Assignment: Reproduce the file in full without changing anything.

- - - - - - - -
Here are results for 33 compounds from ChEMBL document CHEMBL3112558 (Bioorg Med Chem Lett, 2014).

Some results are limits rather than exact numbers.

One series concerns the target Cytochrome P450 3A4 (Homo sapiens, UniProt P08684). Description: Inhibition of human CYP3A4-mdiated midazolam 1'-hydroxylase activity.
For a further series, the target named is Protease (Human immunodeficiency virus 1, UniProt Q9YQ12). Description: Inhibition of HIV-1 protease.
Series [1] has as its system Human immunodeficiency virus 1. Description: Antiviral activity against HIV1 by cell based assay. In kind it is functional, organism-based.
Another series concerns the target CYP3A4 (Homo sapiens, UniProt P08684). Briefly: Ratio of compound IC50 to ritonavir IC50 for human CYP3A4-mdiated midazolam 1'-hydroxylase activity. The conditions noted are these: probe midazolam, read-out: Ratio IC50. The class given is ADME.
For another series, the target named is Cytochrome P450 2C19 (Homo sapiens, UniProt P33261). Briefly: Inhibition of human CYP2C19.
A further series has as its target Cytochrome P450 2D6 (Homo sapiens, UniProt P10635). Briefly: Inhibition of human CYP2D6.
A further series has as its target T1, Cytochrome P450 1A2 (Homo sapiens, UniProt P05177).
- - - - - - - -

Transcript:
Here are results for 33 compounds from ChEMBL document CHEMBL3112558 (Bioorg Med Chem Lett, 2014).

Some results are limits rather than exact numbers.

One series concerns the target Cytochrome P450 3A4 (Homo sapiens, UniProt P08684). Description: Inhibition of human CYP3A4-mdiated midazolam 1'-hydroxylase activity.
For a further series, the target named is Protease (Human immunodeficiency virus 1, UniProt Q9YQ12). Description: Inhibition of HIV-1 protease.
Series [1] has as its system Human immunodeficiency virus 1. Description: Antiviral activity against HIV1 by cell based assay. In kind it is functional, organism-based.
Another series concerns the target CYP3A4 (Homo sapiens, UniProt P08684). Briefly: Ratio of compound IC50 to ritonavir IC50 for human CYP3A4-mdiated midazolam 1'-hydroxylase activity. The conditions noted are these: probe midazolam, read-out: Ratio IC50. The class given is ADME.
For another series, the target named is Cytochrome P450 2C19 (Homo sapiens, UniProt P33261). Briefly: Inhibition of human CYP2C19.
A further series has as its target Cytochrome P450 2D6 (Homo sapiens, UniProt P10635). Briefly: Inhibition of human CYP2D6.
A further series has as its target T1, Cytochrome P450 1A2 (Homo sapiens, UniProt P05177).